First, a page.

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The Paly Voice

The Student News Site of Palo Alto High School

The Paly Voice

The Student News Site of Palo Alto High School

The Paly Voice

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League of Women Voters looks to register local teens to vote

Jean Lythcott, co-director for Voter Services at the League of Women Voters of Palo Alto, speaks to The Paly Voice about the importance of voting in a democracy. “Citizens are expected to have a voice, to make themselves heard,” she said. Photo: Angelina Wang

With the 2018 statewide elections half a year away, the League of Women Voters of Palo Alto is working to pre-register 100 percent of Palo Altan high schoolers who will be eligible to vote in 2018.

Jean Lythcott, the co-director for Voter Services of the League of Women Voters of Palo Alto, is spearheading this project. She hopes to reach every senior who will turn 18 before June 5, the date of the next primary election. Lythcott also hopes to take advantage of a state law passed in 2014 that allows Californian teens aged 16-17 to pre-register to vote. By pre-registering, when students turn 18, their voter registration will immediately become active.

Lythcott emphasizes the importance of young people registering to vote, highlighting the fact that this current generation, which some refer to as “Generation Z,” will have one of the largest influences in the next couple of years compared to other generations. She points to the poor turnout of young voters in the 2016 elections, and hopes that by pre-registering students now, there will be larger turnouts in future elections.

“You are … a generation that is so large, that the forecast is that your voices, along with Gen[eration] X, will determine public policy in these United States for the next 35 years,” Lythcott said. “You are all a force to be reckoned with.”

Despite 2018 not being a presidential race, Lythcott still believes that eligible students should be lining up at to vote next year.

“It is a year when the governor of California is up [for election], one of our senators is up for election,” she said. “There are all kinds of things happening next year. There is a primary in June and an election in November.”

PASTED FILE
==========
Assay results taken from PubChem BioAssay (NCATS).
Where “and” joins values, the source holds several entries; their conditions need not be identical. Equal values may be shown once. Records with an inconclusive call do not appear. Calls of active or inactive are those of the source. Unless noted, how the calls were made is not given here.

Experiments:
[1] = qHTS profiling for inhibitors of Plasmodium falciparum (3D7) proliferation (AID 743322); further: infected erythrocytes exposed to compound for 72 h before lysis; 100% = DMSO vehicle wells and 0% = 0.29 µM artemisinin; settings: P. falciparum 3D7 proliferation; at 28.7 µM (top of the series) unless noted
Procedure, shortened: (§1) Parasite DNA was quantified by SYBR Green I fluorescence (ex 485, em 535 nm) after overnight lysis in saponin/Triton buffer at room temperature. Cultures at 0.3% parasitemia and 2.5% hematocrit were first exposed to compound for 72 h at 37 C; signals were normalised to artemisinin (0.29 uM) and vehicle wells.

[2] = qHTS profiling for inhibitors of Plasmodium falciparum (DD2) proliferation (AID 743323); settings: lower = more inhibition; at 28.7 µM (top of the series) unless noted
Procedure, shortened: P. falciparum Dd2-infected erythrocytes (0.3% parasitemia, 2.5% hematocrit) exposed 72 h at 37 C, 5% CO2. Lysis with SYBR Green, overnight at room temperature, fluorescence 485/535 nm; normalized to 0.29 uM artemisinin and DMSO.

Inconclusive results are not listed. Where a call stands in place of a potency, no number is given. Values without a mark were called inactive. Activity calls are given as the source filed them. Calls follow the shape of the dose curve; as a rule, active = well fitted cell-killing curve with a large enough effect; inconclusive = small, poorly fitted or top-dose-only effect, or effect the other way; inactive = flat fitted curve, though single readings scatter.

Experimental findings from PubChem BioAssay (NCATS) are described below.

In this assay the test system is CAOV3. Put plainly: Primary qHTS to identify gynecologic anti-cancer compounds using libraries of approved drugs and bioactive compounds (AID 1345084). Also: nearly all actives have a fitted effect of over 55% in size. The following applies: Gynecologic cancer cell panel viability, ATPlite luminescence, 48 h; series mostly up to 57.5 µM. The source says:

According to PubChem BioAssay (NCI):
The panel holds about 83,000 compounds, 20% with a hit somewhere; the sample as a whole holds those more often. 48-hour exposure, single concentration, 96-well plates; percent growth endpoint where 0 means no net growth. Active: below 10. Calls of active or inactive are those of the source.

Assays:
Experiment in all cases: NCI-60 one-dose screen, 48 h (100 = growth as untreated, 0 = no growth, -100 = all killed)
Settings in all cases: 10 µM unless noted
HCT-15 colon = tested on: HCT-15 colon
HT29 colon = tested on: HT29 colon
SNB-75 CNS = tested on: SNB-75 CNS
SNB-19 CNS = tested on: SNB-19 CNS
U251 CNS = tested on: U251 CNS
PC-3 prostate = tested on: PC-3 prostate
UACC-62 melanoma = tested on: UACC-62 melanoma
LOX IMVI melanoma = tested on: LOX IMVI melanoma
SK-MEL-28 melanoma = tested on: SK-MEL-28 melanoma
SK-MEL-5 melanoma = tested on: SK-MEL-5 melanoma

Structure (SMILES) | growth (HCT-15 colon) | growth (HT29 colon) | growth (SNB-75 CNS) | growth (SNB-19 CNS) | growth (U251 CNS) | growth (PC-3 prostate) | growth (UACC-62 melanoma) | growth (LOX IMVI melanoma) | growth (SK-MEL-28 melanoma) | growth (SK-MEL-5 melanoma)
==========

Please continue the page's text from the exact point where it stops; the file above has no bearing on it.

However, there are several requirements for someone to be eligible to vote. One must be a United States citizen, a Californian resident and not currently imprisoned or on parole for a felony, Lythcott said.

According to its website, the League of Women Voters is a nationwide nonpartisan political organization, focused on informing voters and encouraging active participation in government. Created in 1938, the League was historically focused on enabling the 2 million women who had just secured the right to vote. While the organization’s official name is “League of Women Voters,” membership is open to anybody. According to Lythcott, the name was kept out of historical respect for the women who fought for their right to vote.

As of right now, in order to achieve her goal of reaching 100 percent of students who will be eligible to vote, Lythcott hopes to put on a presentation during senior advisory on March 15 next year. However, students over the age of 16 can still register on their own by going to the online registry or registering at the Department of Motor Vehicles. More information on how to pre-register can be found here.

“The primary beneficiary of casting a vote is you,” she said. “It is taking a step into adulthood, it is taking the responsibility of being a citizen of the United States and saying if I don’t do that, then I am letting the nation down. The first beneficiary is the person who is voting. The second beneficiary is the nation.”

About the Contributor
Julia Qiao, Author